James would play the French while Matt took the role of von Friedrich while Dave played Gericke.

Under the cover of the preliminary bombardment both German forces pushed on towards the second line of emplacements. Unable to man their forward positions the French deploy a Hotchkiss in the second line but accurate rifle and machine-gun fire soon have it in trouble.

Lieutenant Robbin rushes to the aid of the Hotchkiss rallying the crew and keeping the gun in the fight before it is panicked.

With determination von Friedrich seizes the right hand emplacement of the French second line while Gericke closes in on the left hand position. Robbin rushes to rally the poor Poilu in that position but when all seems lost rushes back to get the Hotchkiss back into the fight.

Both German players use Chain of Command dice to push up jump-off markers to their new gains and deploy reinforcements from their.

Another Hotchkiss in the French third line soon opens up on Gerickes force but they continue to apply pressure on that flank.

In the centre the German attack is stalled by the troops in the central revetment and stops completely once the Gefreiter is killed stone dead; However, with the Boshe holding the position on each flank that position is soon untenable.

The Germans consolidate their gains and then push on to the second line. Robbin redeploys the Hotchkiss to cover the threat on his right but accurate fire kills him and the troops abandon their positions in the line.

Things are looking  bad for the French and after losing two sections, the Hotchkiss, Robbin and three of their positions they are now in the end-game of their Force Morale track having only two points left.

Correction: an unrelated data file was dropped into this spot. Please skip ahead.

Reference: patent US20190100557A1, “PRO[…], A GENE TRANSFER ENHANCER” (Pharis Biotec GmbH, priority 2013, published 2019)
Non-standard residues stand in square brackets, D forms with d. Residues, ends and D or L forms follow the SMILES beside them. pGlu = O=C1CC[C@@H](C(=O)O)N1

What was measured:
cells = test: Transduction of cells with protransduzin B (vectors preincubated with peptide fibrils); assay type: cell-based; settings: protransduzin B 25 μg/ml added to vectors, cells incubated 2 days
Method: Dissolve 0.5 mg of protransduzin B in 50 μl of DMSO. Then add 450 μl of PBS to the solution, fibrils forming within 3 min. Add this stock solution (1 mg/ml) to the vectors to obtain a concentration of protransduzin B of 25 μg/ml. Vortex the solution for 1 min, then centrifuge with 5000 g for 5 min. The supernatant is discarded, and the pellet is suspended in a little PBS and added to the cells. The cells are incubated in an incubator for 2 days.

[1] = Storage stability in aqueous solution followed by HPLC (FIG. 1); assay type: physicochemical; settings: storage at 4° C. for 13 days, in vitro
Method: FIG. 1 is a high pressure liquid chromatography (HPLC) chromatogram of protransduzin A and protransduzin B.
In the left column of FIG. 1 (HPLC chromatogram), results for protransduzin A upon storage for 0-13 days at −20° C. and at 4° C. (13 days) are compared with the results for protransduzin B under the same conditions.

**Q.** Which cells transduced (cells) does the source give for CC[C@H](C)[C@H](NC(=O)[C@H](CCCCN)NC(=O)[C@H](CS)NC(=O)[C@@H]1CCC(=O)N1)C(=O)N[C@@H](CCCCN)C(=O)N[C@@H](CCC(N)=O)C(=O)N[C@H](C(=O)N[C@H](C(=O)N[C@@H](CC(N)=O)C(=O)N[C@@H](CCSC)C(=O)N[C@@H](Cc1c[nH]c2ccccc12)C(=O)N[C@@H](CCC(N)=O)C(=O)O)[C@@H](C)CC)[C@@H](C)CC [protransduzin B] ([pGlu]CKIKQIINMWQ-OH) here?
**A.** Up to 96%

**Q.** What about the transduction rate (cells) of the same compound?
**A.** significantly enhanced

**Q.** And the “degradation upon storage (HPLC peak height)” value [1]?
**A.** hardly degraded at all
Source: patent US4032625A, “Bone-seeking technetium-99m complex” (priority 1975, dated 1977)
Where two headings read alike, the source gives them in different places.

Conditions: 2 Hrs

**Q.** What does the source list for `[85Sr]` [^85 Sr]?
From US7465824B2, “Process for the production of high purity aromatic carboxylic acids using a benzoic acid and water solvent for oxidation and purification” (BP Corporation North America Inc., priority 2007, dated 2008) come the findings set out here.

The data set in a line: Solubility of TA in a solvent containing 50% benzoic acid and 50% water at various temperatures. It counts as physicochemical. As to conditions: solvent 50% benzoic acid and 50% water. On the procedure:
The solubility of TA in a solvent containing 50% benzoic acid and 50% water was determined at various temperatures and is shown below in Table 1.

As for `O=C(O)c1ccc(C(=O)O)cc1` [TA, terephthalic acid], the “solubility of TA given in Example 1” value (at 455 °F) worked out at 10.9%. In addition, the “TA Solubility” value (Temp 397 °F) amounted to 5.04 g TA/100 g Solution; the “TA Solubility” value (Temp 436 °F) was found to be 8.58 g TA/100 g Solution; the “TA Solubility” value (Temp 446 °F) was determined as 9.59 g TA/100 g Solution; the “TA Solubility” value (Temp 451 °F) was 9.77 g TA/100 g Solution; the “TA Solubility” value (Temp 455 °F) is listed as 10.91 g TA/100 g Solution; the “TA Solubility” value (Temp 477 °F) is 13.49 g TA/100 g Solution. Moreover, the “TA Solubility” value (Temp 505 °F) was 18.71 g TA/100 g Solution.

Driant bolsters the third line of resistance but the French morale collapses as a stray bullet strikes the NCO commanding the Hotchkiss in the third line and the crew panic.

The game played really well and we had a solid five hours of action with chum James W filling in for a while while we did some shopping. Matt also provided a period feast for us, Port (in lieu of pinard), croissants, saucisses, pain, moutard and chocolat.


The terrain is from the collection of myself and James a lot of scratch building, but emplacements, shell holes and suchlike from Kallistra, Early War Miniatures and Amera Plastic Mouldings. The snow is from Woodland Scenics and it took about 1.5 cannisters to do this area.

Dave painted about 1/3 of the Germans and 1/3 of the French, James painted about 1/3 of the French, I painted about 1/3 of the French and 2/3 of the Germans.

I think that all the Germans are from the Great War Miniatures range from Northstar. The majority of the French are from Woodbine by Gripping Beast, quite a few from Scarab Miniatures and a handful from Brigade Games.

The very talented James painted the 8ft of backdrop that really sets off the game.

As usual we met many old friends and made some new acquaintances.

My photos really do not seem to have come out that well but Darrell got some really god ones that are on his blog.

Here are a few more of my photos.